In Stave One of Charles Dickens’ novella “A Christmas Carol” Ebenezer Scrooge is confronted by his nephew Fred who comes to his office on Christmas Eve to invite him to dinner at his house on Christmas Day. Mr. Scrooge rebuffs his nephew’s invitation rudely expressing his opinion that Christmas is a “humbug” or something not worthy of his attention. In reaction, Fred embarks on a diatribe expressing his opinion to the contrary. Specifically he says,
… I am sure I have always thought of Christmas time, when it has come round — apart from the veneration due to its sacred name and origin, if anything belonging to it can be apart from that — as a good time: a kind, forgiving, charitable, pleasant time: the only time I know of, in the long calendar of the year, when men and women seem by one consent to open their shut-up hearts freely, and to think of people below them as if they really were fellow-passengers to the grave, and not another race of creatures bound on other journeys. And therefore, uncle, though it has never put a scrap of gold or silver in my pocket, I believe that it has done me good, and will do me good; and I say, God bless it!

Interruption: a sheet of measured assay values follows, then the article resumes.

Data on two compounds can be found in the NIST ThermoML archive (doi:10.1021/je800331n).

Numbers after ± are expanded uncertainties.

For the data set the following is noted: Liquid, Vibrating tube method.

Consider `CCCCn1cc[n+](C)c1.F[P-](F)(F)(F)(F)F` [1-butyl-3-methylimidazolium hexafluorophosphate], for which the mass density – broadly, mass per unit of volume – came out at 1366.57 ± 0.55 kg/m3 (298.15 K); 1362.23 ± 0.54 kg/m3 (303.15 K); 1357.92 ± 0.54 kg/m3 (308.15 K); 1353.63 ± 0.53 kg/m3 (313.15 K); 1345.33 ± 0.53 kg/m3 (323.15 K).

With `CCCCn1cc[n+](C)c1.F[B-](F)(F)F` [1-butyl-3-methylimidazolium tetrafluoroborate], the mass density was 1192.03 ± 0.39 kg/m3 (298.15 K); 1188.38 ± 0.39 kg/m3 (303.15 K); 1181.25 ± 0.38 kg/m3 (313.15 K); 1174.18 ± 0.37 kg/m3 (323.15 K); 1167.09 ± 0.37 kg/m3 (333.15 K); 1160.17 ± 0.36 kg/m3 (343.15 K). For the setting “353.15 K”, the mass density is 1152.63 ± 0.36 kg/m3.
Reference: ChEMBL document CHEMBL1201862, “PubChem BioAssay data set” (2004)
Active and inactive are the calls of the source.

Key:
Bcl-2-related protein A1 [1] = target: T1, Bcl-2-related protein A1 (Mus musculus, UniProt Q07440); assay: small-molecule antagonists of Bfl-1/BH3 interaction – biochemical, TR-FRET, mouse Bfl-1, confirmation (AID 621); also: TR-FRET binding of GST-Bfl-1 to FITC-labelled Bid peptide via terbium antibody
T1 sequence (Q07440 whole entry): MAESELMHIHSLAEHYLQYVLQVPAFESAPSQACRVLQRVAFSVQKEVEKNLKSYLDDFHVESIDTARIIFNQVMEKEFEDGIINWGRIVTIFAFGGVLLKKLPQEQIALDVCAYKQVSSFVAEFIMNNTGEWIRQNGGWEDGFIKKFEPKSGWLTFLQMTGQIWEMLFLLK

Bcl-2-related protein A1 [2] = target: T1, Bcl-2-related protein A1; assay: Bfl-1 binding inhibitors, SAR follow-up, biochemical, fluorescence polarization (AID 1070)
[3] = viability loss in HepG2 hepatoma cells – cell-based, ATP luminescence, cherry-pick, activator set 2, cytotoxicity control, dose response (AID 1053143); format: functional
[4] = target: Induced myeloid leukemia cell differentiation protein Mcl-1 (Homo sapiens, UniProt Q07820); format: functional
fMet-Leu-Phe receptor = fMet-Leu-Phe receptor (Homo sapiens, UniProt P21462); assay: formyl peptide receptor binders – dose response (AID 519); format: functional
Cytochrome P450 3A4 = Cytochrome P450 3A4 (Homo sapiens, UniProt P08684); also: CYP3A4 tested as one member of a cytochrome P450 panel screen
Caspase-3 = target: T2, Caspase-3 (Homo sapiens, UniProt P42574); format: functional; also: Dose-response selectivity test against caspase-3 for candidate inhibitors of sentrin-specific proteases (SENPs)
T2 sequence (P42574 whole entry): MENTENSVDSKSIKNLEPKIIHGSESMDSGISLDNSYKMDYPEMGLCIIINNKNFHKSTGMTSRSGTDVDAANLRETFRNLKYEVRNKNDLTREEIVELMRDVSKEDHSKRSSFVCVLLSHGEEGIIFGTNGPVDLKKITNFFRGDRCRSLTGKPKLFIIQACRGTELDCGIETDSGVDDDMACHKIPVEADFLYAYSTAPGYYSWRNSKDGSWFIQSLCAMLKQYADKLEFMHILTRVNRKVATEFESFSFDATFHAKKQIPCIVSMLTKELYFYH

It goes without saying that Mr. Scrooge remained unconvinced by Fred’s argument that Christmas was in fact worthy of his uncle’s attention. Scrooge would have none of it. Fred might as well have been trying to convince his uncle to join Scentsy.
After some back and forth Fred eventually left his uncle’s office unsuccessful in his attempt to get him to accept his invitation. He left, however, in a state of good humor which is of course Fred’s nature. Later, Mr. Scrooge leaves his office for his home where he will eventually have a date with destiny. No gentle reader, he does not join Scentsy but he just might end up joining the human race.